Attacked officer eager to keep working

Mike “Jersey” Kane, a sergeant with the Stallings police department in Union County, was chasing down a suspect in two church robberies last July when the suspect turned on Kane, grabbed the officer's baton and beat him in the head. The suspect was arrested, but Kane suffered a serious concussion and brain injuries.

Eventually, Kane returned to work, but because his doctors do not want him working nights, his job may be in jeopardy. The Stallings town council is slated to decide tonight whether to create a days-only community officer position. Staff writer Jennifer Rothacker spoke with Kane, 38. Here are excerpts from that interview:

Q: How are you doing physically?

I've made a lot of progress, done everything the doctors have told me to do, all the rehab classes. Eleven months have gone by and I still have some limitations. I have problems with muscle cramps, sleep deprivation, fatigue and headaches. I have a lot of problems with neck and shoulder pain.

Q: What's your job at work these days?

I have to keep a routine, a day shift. The doctors won't let me work a rotating shift or night shift for fear of getting my routine mixed up. Another sergeant has been kind enough and volunteered to work nights so I can be patrol supervisor on days. I feel bad about it; it's not fair to them, they've got families. It can't go on like that forever. The town has given me until July 22, a year after the incident happened, to work this temporary shift.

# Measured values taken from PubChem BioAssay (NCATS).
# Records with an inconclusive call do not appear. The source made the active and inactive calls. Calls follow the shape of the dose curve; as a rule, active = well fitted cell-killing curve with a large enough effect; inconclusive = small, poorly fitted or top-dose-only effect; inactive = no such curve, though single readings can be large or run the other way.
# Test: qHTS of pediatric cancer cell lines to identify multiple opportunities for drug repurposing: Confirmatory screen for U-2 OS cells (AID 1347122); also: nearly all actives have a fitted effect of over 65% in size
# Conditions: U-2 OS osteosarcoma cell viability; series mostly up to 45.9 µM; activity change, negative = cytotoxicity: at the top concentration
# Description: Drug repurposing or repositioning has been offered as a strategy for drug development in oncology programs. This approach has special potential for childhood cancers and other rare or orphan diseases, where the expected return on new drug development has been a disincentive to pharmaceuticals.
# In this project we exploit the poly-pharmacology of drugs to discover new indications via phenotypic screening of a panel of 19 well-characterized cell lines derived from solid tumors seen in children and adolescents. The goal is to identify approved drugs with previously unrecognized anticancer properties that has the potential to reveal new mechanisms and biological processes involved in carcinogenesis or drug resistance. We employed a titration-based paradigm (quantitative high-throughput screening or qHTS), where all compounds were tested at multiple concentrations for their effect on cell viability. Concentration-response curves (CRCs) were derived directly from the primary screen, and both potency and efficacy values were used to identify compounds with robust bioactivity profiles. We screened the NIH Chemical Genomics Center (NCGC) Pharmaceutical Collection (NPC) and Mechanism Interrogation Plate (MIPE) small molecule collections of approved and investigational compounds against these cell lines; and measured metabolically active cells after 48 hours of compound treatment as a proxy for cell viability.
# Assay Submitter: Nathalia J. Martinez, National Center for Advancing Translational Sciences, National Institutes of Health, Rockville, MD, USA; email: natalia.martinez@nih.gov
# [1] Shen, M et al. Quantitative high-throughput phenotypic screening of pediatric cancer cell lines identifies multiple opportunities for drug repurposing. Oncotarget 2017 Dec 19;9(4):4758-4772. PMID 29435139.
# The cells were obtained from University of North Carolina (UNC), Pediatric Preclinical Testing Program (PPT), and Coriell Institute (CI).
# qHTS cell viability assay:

Q: Could you go back to nights by that date?

The doctors have said that goal is not reachable. It might be in the future, but they're not ready to release me now to do that. Chief (Larke) Plyler has requested a daytime community affairs/community resources position. Basically doing what I'm doing on the side now.

Q: What are the chances the council will approve that request?

They have tentatively approved one position – a patrol position (that will sometimes work nights). Chief Plyler has requested this additional one. We have no idea if they'll approve it.

Q: What will you do if you don't get this job?

I've been looking at other options. I would love to stay in public safety. I've been in it for 18 years, it's all I've ever done. I've dedicated my whole life to it … I've helped build this department. I feel I have an obligation to the citizens of Stallings.

Q: You received so much support from the community after your injuries. How much was raised on your behalf?

A poker run raised $11,000 or $12,000. The residents of Callonwood, a neighborhood in Stallings, invited us to a Christmas dinner and presented us with a check of $6,000. We were totally blown away.

Q: Have you considered leaving law enforcement because of this?

The people that come out from Stallings and supported me, that is why I do my job every day. The people whose property that man had that night, the support they gave me … if I had a crystal ball, I would do the exact same thing. That's who I am and that's my job.

Jennifer Rothacker: jrothacker@charlotteobserver.com